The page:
By nucleotide sequence identities and phylogenetic analyses of the nearly full-length nucleotide sequences, the VP7-VP4-VP6-VP1-VP2-VP3-NSP1-NSP2-NSP3-NSP4- NSP5 genes of strains E1911, R588 and Y128 were assigned to the G1-P-I1-R1-C1-M1-A1-N1-T1-E1-H1 genotypes, respectively (A–K). Therefore, all the three Chinese G1P RVA strains exhibited a typical Wa-like genotype constellation. With the exception of the NSP3 gene of strain E1911, strains E1911, R588 and Y128, detected in an infant, a child and an adult, respectively, were found to be closely related (nucleotide sequence identities of 97.5–99.8%) to each other (A–K).
The VP7 genes of strains E1911, R588 and Y128 exhibited high nucleotide sequence identities (99%) to those of several other recent G1 strains. Phylogenetically, the VP7 genes of the Chinese G1P strains clustered into a subcluster (shown as G1-L6-S1) that primarily consisted of G1 strains from China and Japan within G1-Lineage 6, different from those of the G1 strains contained in the RVA vaccines RotarixTM
(Lineage 5) and RotaTeqTM
(Lineage 1) (A). By multiple alignment, the deduced amino acid sequences of the VP7 of the Chinese G1P strains exhibited 17–18, 14–15 and 21–22 mismatches with those of the prototype G1P strain Wa, VP7 of RotarixTM
and G1 component of RotaTeqTM
, respectively. To date, the RVA P strains have been classified into two genetically distinct subtypes, Pa and Pb (also referred to as OP354-like RVAs) [19
]. The VP4 genes of strains E1911, R588 and Y128 were closely related (nucleotide sequence identities of 99%) to those of the recent Pa strains from different countries, and phylogenetically, appeared to cluster within the same subcluster (shown as Pa-S1) as the P component of RotaTeqTM
, whilst the VP4 gene of RotarixTM
was found to cluster into the other subcluster (designated as Pa-S2) within the Pa lineage (B).
Deduced amino acid residues defining the RVA VP4 and VP7 epitopes have been identified by neutralization escape mutants and identifying surface exposed amino acid residues that show intergenotypic variability among prevalent human G- and P- genotypes [20
]. With the exception of a single residue in VP4 of E1911, these amino acid residues were conserved among the three Chinese G1P strains (, ). Recently, the nucleotide sequences of the VP4 and VP7 genes of the G1 and P strains contained in the currently licensed rotavirus vaccines RotarixTM
have been reported [24
], allowing us to compare for the first time these genes with those of the Chinese G1P strains. With the amino acids defining the VP7 epitopes of G1 strains in RotarixTM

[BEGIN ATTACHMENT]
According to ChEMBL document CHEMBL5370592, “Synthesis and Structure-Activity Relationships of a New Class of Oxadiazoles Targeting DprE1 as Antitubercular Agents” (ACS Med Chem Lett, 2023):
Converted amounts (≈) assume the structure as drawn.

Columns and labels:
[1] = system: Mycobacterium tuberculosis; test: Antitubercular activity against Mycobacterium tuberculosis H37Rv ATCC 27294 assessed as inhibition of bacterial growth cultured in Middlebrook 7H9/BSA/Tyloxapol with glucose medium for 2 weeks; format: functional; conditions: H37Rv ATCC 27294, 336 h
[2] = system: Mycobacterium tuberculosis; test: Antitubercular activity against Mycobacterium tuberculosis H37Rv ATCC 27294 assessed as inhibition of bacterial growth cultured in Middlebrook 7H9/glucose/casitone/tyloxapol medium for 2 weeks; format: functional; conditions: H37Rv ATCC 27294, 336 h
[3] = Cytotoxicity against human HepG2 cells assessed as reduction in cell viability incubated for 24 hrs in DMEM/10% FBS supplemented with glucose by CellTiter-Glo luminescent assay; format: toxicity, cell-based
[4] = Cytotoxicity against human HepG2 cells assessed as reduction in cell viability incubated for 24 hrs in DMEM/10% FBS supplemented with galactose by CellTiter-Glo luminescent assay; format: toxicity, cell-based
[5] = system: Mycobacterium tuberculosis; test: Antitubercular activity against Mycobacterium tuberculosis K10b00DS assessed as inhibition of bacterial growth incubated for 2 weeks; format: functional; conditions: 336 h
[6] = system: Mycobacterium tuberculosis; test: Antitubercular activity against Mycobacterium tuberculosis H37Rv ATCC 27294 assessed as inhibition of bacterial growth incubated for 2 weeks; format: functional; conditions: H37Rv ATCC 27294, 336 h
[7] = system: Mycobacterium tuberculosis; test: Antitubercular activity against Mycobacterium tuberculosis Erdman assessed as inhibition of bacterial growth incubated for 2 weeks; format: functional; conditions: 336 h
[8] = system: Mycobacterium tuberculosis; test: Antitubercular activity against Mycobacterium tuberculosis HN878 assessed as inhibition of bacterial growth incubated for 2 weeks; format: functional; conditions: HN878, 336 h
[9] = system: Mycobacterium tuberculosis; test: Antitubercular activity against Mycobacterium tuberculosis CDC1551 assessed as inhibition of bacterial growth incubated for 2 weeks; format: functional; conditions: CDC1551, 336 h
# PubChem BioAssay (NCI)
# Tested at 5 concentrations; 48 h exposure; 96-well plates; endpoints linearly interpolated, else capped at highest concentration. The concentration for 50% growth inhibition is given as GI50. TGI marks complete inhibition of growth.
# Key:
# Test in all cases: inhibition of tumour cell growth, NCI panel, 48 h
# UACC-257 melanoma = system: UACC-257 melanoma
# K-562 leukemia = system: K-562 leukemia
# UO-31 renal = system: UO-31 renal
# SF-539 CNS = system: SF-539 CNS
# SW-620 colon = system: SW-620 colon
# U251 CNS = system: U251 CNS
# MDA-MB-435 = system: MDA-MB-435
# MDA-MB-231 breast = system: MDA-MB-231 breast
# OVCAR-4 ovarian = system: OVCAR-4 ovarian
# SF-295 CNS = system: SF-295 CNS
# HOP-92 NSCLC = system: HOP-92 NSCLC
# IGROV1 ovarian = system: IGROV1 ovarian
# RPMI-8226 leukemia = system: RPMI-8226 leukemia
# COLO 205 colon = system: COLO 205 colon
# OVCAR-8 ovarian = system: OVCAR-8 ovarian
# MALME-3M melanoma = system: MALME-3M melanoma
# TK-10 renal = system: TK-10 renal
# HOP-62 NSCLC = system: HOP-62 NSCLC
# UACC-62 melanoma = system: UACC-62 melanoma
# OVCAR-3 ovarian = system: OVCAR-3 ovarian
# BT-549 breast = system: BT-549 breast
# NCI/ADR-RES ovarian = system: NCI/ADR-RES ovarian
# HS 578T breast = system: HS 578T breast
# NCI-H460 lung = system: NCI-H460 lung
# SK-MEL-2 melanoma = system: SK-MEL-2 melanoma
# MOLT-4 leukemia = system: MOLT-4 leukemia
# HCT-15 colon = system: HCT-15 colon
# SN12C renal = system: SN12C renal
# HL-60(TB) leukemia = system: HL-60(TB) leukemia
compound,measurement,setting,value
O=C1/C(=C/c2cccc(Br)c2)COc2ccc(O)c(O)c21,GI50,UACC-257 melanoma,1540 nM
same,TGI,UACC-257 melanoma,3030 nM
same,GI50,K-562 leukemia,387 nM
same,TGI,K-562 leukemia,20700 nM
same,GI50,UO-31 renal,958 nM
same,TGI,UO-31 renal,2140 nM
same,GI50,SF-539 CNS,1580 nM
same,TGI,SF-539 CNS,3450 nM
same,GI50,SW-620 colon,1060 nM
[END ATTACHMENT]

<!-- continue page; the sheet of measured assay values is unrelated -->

, the Chinese G1P strains differed in 5 and 7 residues, respectively (). Alignment of the amino acid residues defining the VP4 neutralization domains revealed 8 mismatches between the Chinese G1P strains and the P strain in RotarixTM
(). On the other hand, strains Y128 and R588 differed in 5 residues, whilst strain E1911 exhibited 4 mismatches with those in the VP4 of the P strain in RotaTeqTM
Figure 1 (A-K) Phylogenetic trees constructed from the nucleotide sequences of VP7, VP4, VP6, VP1-3 and NSP1-5 genes of rotavirus strains RVA/Human-wt/CHN/E1911/2009/G1P, RVA/Human-tc/CHN/R588/2005/G1P,RVA/Human-tc/CHN/Y128/2004/G1P, with those of the (more ...)
Figure 2 Alignment of the amino acid residues defining the neutralization domains (designated as 7-1a, 7-1b and 7-2 ) of VP7 between the G1 strains in Rotarix™ and RotaTeq™ and Chinese RVA strains Y128, R588 and E1911. Green indicates the residues (more ...)
Figure 3 Alignment of the amino acid residues corresponding to those defining the VP4 neutralization domains (designated as 8-1, 8-2, 8-3 and 8-4 in the VP8* subunit (A) and 5-1, 5-2, 5-3, 5-4 and 5-5 in the VP5* subunit (B) of VP4) ) between the P strains (more ...)
Among the other genes, the VP1-3, VP6, NSP2 and NSP4-5 genes of strains E1911, R588 and Y128 were closely related (nucleotide sequence identities of 97–99%) to those of several Wa-like common human RVA strains, such as G1, G3, G9, and/or G12, detected in the 2000s from different countries (C-F, H and J-K). Phylogenetically, the NSP1 genes of the recent Wa-like common human RVAs appeared to be grouped into two distinct subclusters, designated as A1-S1 and A1-S2, within genotype A1 (G). The NSP1 genes of strains E1911, R588 and Y128 were found to be closely related (nucleotide sequence identities of 97-99%) to those of the recent G1P and G3P strains within subcluster A1-S2 (G). The NSP3 genes of strains Y128 and R588 shared high nucleotide sequence identities (97-99%), and phylogenetically, clustered with several recent Wa-like common human G1,G3, G9 and G12 strains to form a subcluster (shown as T1-S1) (I). On the other hand, the NSP3 gene of strain E1911 shared low nucleotide sequence identities of 89.2% with those of Y128 and R588, and exhibited a maximum nucleotide sequence identity of 99.5% to that of G9P strain RVA/Human-tc/KOR/CAU09-376/2009/G9P from South Korea. Phylogenetically, the NSP3 genes of strains E1911 and CAU09-376 clustered together (shown as subcluster T1-S2), near the subcluster of porcine-like human G9 strains from India (strains RVA/Human-wt/IND/RMC321/ 1990/G9P, RVA/Human-wt/IND/mani-97/2006/G9P and RVA/Human-wt/IND/mcs/13-07/ 2007/G9P) [26